The Marvel of Biographical Bookkeeping
By Francis Nenik
Translated by Katy Derbyshire
Francis Nenik’s formally inventive epistolary novella The Marvel of Biographical Bookkeeping is so arresting, so evocative, and so emotionally invested that you want it to be real. In fact, even readers intimately acquainted with the book’s two protagonists, the all-but-forgotten British poet Nicholas Moore, and the schizophrenic Czech exile poet Ivan Blatný, may believe that this book is a work of non-fiction. This is due largely to Nenik’s introduction, in which he describes finding the poets’ mutual correspondence in the London Metropolitan Archives, in a collection consisting of “a large number of documents on the subject of mental illness and mental disability.”
Meticulously researched and lyrically arranged, The Marvel of Biographical Bookkeeping first illuminates the uncanny parallels between the lives of Moore and Blatný. The book opens with narratives of each poet’s life, printed on facing pages, in regular type for Moore and italics for Blatný. It begins:
“When the critic George Steiner looked through the entries for the Sunday Times Baudelaire translation competition he was judging in 1968, he was no doubt a little surprised. Someone had submitted more than thirty versions of the same poem.
When the journalist Jürgen Serke came across a slim man with a small cut on his freshly shaven cheek in St. Clements Hospital in Ipswich in 1981, he was no doubt a little surprised. The man had been declared dead more than thirty years previously.
That someone was Nicholas Moore, an aspiring English poet during the 1940s, who had somehow disappeared from the radar at the end of that decade and had not made a reappearance since.
That man was Ivan Blatný, an aspiring Czech poet during the 1940s, who had absconded from his delegation on a trip to London in 1948, stayed in London and then disappeared.
That is, Nicholas Moore had never really disappeared…
That is, Ivan Blatný had never really disappeared…”
After this introduction, Nenik gives a few words about his “research methods,” then presents the poets’ correspondence. Of the 14 letters included, six are from Blatný. Anyone familiar with his extraordinary and tragic life and work — escape and exile from Czechoslovakia; pronounced dead on Czech radio by the communists; committed to insane asylums in the UK in the last decades of his life due to worsening schizophrenia; the countless poems that were destroyed by nurses; the ultimate recovery of his work and publication by Josef Škvorecký in Canada; the late poems that stretch the linguistic possibilities of poetry in Czech, English and German all at once — will read avidly.
Moore’s life was similar in its early promise and long decline. A respected young British poet in the 1940s, Moore was abandoned by wife and family in 1948 and thereafter lived in obscurity, poverty, and increasingly ill mental and physical health. Writing continuously without publishing, he would become a shadow whose biography would be a tale of warning — against what? — if anyone still spoke about him.
Nenik convincingly illustrates the strange parallels between the poets, including their fateful years of 1948, their lives in southeast versus northeast London, their late discovery by younger acolytes in obscurity, and more. The letters offer little insight into the poetry of these men, nor are they intended to. Rather, they are something like poems in themselves.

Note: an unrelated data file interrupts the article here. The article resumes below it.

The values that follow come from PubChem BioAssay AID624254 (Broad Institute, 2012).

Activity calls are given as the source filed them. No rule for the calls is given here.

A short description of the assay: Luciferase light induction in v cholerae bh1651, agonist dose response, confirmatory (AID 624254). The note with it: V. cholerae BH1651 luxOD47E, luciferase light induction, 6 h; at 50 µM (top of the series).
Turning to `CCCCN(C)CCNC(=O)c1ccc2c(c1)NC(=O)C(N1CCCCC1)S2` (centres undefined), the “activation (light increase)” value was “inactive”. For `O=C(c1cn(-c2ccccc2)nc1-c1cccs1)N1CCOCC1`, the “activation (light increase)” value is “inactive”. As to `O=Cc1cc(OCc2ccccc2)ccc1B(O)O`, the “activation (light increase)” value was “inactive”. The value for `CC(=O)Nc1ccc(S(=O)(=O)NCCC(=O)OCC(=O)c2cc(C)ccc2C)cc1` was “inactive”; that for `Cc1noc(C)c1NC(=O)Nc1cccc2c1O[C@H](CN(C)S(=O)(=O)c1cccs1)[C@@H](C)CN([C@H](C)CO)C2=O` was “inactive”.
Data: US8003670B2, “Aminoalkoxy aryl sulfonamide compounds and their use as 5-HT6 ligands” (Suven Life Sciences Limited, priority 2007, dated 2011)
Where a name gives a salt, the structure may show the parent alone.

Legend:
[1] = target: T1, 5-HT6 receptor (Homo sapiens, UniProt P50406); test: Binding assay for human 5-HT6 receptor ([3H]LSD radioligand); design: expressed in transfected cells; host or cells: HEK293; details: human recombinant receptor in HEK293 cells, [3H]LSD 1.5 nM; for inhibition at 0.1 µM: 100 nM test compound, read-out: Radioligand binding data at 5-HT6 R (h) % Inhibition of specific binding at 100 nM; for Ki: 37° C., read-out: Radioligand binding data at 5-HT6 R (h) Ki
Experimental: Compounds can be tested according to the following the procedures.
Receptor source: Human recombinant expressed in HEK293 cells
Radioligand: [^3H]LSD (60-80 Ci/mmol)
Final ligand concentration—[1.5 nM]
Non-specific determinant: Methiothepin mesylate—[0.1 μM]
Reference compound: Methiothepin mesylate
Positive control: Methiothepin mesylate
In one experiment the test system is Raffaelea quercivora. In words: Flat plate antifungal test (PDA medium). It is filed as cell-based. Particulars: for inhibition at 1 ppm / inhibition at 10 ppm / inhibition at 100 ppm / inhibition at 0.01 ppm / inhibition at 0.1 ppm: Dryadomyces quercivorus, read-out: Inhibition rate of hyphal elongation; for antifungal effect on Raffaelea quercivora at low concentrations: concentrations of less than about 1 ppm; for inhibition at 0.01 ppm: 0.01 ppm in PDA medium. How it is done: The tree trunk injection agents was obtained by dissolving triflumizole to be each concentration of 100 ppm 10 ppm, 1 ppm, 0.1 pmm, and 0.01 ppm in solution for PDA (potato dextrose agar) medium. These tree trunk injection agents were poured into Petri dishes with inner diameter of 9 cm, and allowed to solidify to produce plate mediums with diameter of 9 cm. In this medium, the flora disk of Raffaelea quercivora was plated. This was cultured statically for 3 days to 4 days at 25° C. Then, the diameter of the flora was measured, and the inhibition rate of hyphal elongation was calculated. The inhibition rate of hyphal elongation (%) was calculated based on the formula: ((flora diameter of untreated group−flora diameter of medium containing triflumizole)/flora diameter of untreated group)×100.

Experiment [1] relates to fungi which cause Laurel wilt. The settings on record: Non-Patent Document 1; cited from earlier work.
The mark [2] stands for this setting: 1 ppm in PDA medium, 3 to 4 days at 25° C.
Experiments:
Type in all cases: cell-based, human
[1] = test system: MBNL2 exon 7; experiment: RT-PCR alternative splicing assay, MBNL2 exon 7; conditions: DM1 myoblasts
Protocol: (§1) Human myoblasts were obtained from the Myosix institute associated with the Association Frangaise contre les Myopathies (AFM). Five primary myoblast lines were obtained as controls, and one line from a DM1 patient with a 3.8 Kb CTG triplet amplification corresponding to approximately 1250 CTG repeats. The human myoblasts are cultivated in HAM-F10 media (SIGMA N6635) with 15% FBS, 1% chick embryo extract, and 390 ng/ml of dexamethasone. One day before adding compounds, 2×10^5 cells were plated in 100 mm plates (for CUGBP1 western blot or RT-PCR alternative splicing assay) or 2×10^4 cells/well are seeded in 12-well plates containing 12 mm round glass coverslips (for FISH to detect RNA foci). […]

Even when the poets exchange something as banal as bibliographies, the placement of these in the text draws scrutiny, and not only provides a record of lesser-known or forgotten books, but creates a kind of poetry of titles. Bereft of complete poems to exchange, the poets exchange one-line creations. Moore’s include The War of the Little Jersey Cows, and Recollections of the Gala. Blatný’s include Melancholické procházky, and Jedna, dvě, tři, čtyři, pět. Of the last, Moore writes:
PS: I have started learning a little Czech. I have already managed to translate the title of one of your books. It is called ‘one, two, three, four, five’. And this morning I thought of this:
Five words make a sentence.
Four words make four
Three make three
One word makes the next.
Perhaps unsurprisingly, given its protagonists, The Marvel of Biographical Bookkeeping‘s closest bibliographic ancestor is a book of poetry. Jack Spicer’s After Lorca, published in 1957, purports to be Spicer’s translation of Lorca’s poetry, and also includes several letters from the San Francisco poet to the Spanish poet. The icing on the cake, and the giveaway, is an introduction from Lorca, written two decades after he had been killed. If it is literary scholarship, it is of the most mischevious sort. More accurately, it is creative historicism, an homage that — if only subconsciously — attempts to elevate the writer to the level of his subject.
Nenik treats his subjects lovingly. His erudition and his keen sensitivity expose strangely significant details in the lives of Blatný and Moore, but what is more valuable is that this book becomes a testament to the icon of the writer in exile. Humanizing the absurd struggle of commitment to creativity in the face of monolithic obscurity, The Marvel of Biographical Bookkeeping is both stubbornly hopeful and soberly realistic. It is, in short, a fascinating little book that reveals the tragic aftermath of triumph.
Ultimately, the question of whether or not this correspondence is real is beside the point. Nenik is an original writer whose keen imagination and chameleon-like style have combined to create a little golden thorn of a book, one that speaks profoundly about its historical characters and the human condition. Find it and read it.